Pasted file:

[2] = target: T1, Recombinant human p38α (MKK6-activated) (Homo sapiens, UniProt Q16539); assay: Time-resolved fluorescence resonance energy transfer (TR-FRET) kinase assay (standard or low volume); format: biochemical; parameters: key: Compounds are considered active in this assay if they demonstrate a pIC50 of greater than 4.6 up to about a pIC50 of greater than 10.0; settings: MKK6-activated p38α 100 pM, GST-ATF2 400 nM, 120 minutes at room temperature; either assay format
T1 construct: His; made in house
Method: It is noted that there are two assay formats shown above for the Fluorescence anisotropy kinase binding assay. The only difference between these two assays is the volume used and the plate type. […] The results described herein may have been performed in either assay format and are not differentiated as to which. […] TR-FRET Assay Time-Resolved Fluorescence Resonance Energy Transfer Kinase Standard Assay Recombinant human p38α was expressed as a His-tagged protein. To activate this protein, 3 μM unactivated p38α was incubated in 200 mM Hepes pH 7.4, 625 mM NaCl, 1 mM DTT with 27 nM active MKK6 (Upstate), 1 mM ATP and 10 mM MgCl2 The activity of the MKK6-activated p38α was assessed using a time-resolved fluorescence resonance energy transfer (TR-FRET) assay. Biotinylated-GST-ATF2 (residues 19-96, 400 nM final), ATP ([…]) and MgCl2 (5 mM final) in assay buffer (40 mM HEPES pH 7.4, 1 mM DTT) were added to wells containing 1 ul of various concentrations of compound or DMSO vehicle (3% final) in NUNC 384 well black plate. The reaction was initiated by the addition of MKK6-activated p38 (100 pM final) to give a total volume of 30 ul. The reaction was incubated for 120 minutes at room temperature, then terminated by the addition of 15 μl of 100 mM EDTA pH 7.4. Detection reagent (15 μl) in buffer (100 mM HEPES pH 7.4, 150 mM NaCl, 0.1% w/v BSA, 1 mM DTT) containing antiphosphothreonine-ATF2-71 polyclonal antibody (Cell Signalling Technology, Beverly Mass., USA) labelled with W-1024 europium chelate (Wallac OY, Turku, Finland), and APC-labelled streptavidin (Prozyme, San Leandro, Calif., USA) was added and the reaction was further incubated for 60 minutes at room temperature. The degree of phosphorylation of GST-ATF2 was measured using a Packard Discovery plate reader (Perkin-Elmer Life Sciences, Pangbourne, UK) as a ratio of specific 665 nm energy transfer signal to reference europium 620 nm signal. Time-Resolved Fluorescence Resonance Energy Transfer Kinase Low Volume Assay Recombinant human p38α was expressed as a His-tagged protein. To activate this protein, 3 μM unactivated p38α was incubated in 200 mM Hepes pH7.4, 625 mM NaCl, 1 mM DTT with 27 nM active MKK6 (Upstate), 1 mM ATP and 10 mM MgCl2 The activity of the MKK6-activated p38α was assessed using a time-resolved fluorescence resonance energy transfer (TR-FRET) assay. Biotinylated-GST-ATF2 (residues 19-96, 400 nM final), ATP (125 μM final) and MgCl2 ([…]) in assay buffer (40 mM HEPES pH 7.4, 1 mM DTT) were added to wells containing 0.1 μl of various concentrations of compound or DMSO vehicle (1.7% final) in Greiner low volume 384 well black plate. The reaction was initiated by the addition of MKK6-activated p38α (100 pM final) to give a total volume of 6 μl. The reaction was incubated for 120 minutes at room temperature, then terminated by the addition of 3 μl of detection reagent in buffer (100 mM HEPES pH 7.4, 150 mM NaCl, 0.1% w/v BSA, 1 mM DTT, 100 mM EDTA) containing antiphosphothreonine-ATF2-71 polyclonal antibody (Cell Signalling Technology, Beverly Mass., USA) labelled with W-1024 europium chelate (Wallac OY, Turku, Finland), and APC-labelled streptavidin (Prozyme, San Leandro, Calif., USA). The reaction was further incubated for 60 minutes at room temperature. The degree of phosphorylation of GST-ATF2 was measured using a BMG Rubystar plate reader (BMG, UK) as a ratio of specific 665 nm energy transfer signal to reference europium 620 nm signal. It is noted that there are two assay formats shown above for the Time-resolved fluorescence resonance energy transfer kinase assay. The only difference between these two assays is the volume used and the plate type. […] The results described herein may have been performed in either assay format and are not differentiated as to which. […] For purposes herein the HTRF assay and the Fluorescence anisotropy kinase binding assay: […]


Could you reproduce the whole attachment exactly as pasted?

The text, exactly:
[2] = target: T1, Recombinant human p38α (MKK6-activated) (Homo sapiens, UniProt Q16539); assay: Time-resolved fluorescence resonance energy transfer (TR-FRET) kinase assay (standard or low volume); format: biochemical; parameters: key: Compounds are considered active in this assay if they demonstrate a pIC50 of greater than 4.6 up to about a pIC50 of greater than 10.0; settings: MKK6-activated p38α 100 pM, GST-ATF2 400 nM, 120 minutes at room temperature; either assay format
T1 construct: His; made in house
Method: It is noted that there are two assay formats shown above for the Fluorescence anisotropy kinase binding assay. The only difference between these two assays is the volume used and the plate type. […] The results described herein may have been performed in either assay format and are not differentiated as to which. […] TR-FRET Assay Time-Resolved Fluorescence Resonance Energy Transfer Kinase Standard Assay Recombinant human p38α was expressed as a His-tagged protein. To activate this protein, 3 μM unactivated p38α was incubated in 200 mM Hepes pH 7.4, 625 mM NaCl, 1 mM DTT with 27 nM active MKK6 (Upstate), 1 mM ATP and 10 mM MgCl2 The activity of the MKK6-activated p38α was assessed using a time-resolved fluorescence resonance energy transfer (TR-FRET) assay. Biotinylated-GST-ATF2 (residues 19-96, 400 nM final), ATP ([…]) and MgCl2 (5 mM final) in assay buffer (40 mM HEPES pH 7.4, 1 mM DTT) were added to wells containing 1 ul of various concentrations of compound or DMSO vehicle (3% final) in NUNC 384 well black plate. The reaction was initiated by the addition of MKK6-activated p38 (100 pM final) to give a total volume of 30 ul. The reaction was incubated for 120 minutes at room temperature, then terminated by the addition of 15 μl of 100 mM EDTA pH 7.4. Detection reagent (15 μl) in buffer (100 mM HEPES pH 7.4, 150 mM NaCl, 0.1% w/v BSA, 1 mM DTT) containing antiphosphothreonine-ATF2-71 polyclonal antibody (Cell Signalling Technology, Beverly Mass., USA) labelled with W-1024 europium chelate (Wallac OY, Turku, Finland), and APC-labelled streptavidin (Prozyme, San Leandro, Calif., USA) was added and the reaction was further incubated for 60 minutes at room temperature. The degree of phosphorylation of GST-ATF2 was measured using a Packard Discovery plate reader (Perkin-Elmer Life Sciences, Pangbourne, UK) as a ratio of specific 665 nm energy transfer signal to reference europium 620 nm signal. Time-Resolved Fluorescence Resonance Energy Transfer Kinase Low Volume Assay Recombinant human p38α was expressed as a His-tagged protein. To activate this protein, 3 μM unactivated p38α was incubated in 200 mM Hepes pH7.4, 625 mM NaCl, 1 mM DTT with 27 nM active MKK6 (Upstate), 1 mM ATP and 10 mM MgCl2 The activity of the MKK6-activated p38α was assessed using a time-resolved fluorescence resonance energy transfer (TR-FRET) assay. Biotinylated-GST-ATF2 (residues 19-96, 400 nM final), ATP (125 μM final) and MgCl2 ([…]) in assay buffer (40 mM HEPES pH 7.4, 1 mM DTT) were added to wells containing 0.1 μl of various concentrations of compound or DMSO vehicle (1.7% final) in Greiner low volume 384 well black plate. The reaction was initiated by the addition of MKK6-activated p38α (100 pM final) to give a total volume of 6 μl. The reaction was incubated for 120 minutes at room temperature, then terminated by the addition of 3 μl of detection reagent in buffer (100 mM HEPES pH 7.4, 150 mM NaCl, 0.1% w/v BSA, 1 mM DTT, 100 mM EDTA) containing antiphosphothreonine-ATF2-71 polyclonal antibody (Cell Signalling Technology, Beverly Mass., USA) labelled with W-1024 europium chelate (Wallac OY, Turku, Finland), and APC-labelled streptavidin (Prozyme, San Leandro, Calif., USA). The reaction was further incubated for 60 minutes at room temperature. The degree of phosphorylation of GST-ATF2 was measured using a BMG Rubystar plate reader (BMG, UK) as a ratio of specific 665 nm energy transfer signal to reference europium 620 nm signal. It is noted that there are two assay formats shown above for the Time-resolved fluorescence resonance energy transfer kinase assay. The only difference between these two assays is the volume used and the plate type. […] The results described herein may have been performed in either assay format and are not differentiated as to which. […] For purposes herein the HTRF assay and the Fluorescence anisotropy kinase binding assay: […]